Sunday, May 27, 2007

The Good Shepherd (2006)

Apparently, you can say a movie is "based on a true story" when it's pure fiction set within broad truths. Here are the things in this movie that we know are true:

  • World Wars were fought between 1914-1918 and again 1939-1945.

  • The CIA is a US Government agency.

  • Hitler, Castro, Kennedy and Arbenz were all real people mentioned in the movie.

  • The CIA tried to launch an invasion against Castro called the Bay of Pigs.

  • Robert De Niro should not be directing movies.

  • Eric Roth is a hack.

Those are the truths, because everything else in the movie is pure fiction. If you think this is based on the history of the CIA, understand that none of the names used in the movie are real except the four that I mentioned above. Why? Because there's so much fiction in The Good Shepherd that they would have gotten their asses sued by using real names.

How do I know? Becauase I'm reading The Very Best Men: The Daring Early Years of the CIA by Evan Thomas, where the author uses the real names. I had come into The Good Shepherd thinking that it would be about Richard Bissell. Instead, we get a fictional character that's not really historically interesting.

All of this is why I generally hate docudramas. I can't stop focusing on the inaccuracies in the movie. I tried very hard to judge this movie on its own though, as just a product of entertainment, so how's this for critque:

De Niro should not be allowed to direct movies, fiction or pseudo-fiction.

He took great subject matter -- the CIA between WWII and the Bay of Pigs -- and made it sensational, overlong, and confusing. For the content that's in this movie, it's easily 1 hour too long. The sensationalism was over the top... pretty much all button-pushing current political topics attempt to be touched on (waterboarding, LSD, assassinations). But the main issue is the editing. There are flashbacks, flash forwards, flash sideways, flash unders and the actors are not visibly different enough to distinguish what's going on. When you see title cards explaining where you are in the timeline, that's indicative of poor filmmaking. The story couldn't hold itself together without these cards.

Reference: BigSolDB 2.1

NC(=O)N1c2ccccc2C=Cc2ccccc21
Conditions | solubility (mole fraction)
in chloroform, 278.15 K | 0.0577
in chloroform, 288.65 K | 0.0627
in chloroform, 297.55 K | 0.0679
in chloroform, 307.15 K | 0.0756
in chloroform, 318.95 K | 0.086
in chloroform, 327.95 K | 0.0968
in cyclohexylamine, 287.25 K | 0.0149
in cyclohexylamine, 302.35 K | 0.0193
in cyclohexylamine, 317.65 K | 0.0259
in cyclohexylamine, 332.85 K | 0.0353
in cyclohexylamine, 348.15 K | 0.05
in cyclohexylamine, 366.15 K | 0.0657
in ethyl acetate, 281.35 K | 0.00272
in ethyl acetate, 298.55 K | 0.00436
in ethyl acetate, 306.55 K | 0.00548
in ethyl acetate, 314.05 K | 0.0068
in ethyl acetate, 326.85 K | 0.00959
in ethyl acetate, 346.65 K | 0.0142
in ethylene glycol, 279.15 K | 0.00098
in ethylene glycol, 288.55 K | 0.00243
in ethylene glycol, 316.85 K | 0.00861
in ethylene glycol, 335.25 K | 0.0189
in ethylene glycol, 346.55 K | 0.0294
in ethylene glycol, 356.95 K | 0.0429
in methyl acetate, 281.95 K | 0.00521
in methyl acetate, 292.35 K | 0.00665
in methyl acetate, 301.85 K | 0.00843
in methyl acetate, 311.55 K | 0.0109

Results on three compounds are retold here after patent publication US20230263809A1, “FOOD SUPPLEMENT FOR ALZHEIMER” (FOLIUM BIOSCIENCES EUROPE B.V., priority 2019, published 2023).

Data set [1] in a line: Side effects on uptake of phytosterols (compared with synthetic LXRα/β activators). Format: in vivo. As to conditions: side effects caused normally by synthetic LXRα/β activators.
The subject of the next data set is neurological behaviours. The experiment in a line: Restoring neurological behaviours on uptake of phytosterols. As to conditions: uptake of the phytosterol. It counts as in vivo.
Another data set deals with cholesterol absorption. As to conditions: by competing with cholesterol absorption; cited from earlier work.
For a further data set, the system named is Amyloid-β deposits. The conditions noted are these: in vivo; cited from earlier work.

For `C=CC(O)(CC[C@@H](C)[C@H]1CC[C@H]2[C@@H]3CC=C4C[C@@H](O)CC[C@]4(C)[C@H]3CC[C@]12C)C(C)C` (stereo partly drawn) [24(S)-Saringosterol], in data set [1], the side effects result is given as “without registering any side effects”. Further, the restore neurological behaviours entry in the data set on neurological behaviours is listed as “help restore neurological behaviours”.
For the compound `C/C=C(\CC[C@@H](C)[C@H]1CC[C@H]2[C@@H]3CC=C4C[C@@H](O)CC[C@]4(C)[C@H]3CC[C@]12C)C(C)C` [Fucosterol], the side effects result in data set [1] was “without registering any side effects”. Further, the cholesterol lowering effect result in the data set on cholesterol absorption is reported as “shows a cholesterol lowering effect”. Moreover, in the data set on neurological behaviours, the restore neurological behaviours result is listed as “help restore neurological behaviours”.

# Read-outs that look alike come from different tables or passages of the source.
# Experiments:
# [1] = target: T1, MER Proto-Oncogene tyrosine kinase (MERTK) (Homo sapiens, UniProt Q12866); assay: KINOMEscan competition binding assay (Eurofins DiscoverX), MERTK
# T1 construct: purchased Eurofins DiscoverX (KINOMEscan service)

It's also not a good sign when the supporting characters in the film blow away the main character. De Niro, Turturro, Hurt, and even Tim Hutton's 2 minutes in the movie give you more compelling character development than do Matt Damon or Angelina Jolie. Damon is neither evil nor good, he's just kind of a bump on a log. There's no reason to root for or against him. That might have been the point, but if it was, doesn't it seem like a waste of film? Why make a movie about someone who just sits there?

I did find the first half of the movie entertaining. Maybe it's because that was before it had gone way off in terms of history. I won't give anything away, but the first real plot twist in the movie seems way too contrived, and it goes downhill from there.

JSS RATING: BAD GOOD™. Congratulations De Niro! You've hit the jackpot with a trademarked Bad Good™ rating from Joel Schumacher Sucks. Bad Good™ of course means it was supposed to be an A-list movie by design, but it actually is bad. Oscar is a sucker for Bad Good™ movies. Previous recipients include Forrest Gump, which Eric Roth actually won an Oscar for.

1 comment:

libor said...

Don't forget that Damon mumbles his lines through the entire movie. I dare anyone watching it not to turn on the subtitles part way through this movie. It's not like he's playing an aging boxer, or a 18 year old pot addict, he's the frickin' head of a billion dollar agency of the US goverment. Also, Angelina Jolie as a bureaucrat's wife? Now that's casting.